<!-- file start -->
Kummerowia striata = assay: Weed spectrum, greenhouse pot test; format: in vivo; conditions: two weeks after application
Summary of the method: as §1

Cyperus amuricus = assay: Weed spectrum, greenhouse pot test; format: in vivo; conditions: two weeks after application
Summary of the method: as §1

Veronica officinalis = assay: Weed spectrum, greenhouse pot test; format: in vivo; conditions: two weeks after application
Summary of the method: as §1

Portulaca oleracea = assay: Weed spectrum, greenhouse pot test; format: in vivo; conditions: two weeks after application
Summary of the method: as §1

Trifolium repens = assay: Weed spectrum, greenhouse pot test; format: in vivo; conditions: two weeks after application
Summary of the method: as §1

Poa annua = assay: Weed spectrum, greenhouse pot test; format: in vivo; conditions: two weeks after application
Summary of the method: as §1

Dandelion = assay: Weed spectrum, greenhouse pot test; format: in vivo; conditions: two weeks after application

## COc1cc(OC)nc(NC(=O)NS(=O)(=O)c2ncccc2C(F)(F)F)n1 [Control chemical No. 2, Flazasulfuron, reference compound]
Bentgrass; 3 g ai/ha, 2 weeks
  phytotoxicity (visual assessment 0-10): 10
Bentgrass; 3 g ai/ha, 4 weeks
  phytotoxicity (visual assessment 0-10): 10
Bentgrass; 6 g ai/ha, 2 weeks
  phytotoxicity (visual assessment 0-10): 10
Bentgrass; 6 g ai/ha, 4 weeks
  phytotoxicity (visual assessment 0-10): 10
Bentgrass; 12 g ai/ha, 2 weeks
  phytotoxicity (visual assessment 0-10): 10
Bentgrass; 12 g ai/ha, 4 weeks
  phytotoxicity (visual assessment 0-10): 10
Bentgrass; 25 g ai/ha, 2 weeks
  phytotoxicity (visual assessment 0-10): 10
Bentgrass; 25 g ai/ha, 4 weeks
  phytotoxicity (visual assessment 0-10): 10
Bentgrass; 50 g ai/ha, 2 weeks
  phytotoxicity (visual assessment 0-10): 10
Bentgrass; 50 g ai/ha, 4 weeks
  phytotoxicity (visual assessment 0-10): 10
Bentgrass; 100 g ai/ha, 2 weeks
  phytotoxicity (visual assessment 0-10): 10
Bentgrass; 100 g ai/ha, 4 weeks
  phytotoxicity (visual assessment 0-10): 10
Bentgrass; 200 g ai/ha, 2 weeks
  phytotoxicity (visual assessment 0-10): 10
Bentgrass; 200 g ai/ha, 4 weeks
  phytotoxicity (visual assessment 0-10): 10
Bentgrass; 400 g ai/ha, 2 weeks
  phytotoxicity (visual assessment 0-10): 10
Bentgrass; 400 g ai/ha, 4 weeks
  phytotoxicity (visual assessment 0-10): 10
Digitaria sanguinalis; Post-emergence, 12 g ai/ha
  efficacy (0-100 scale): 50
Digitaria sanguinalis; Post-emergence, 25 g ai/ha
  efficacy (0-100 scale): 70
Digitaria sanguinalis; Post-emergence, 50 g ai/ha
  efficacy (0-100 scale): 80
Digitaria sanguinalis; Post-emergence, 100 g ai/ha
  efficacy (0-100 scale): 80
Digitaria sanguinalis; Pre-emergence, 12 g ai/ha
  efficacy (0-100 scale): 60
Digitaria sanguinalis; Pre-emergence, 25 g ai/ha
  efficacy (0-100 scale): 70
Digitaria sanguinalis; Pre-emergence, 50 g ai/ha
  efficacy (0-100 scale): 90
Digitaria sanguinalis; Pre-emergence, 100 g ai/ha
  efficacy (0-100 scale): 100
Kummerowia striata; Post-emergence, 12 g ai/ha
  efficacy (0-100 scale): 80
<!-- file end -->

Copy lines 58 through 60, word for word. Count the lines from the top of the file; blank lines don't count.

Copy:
  efficacy (0-100 scale): 70
Digitaria sanguinalis; Pre-emergence, 50 g ai/ha
  efficacy (0-100 scale): 90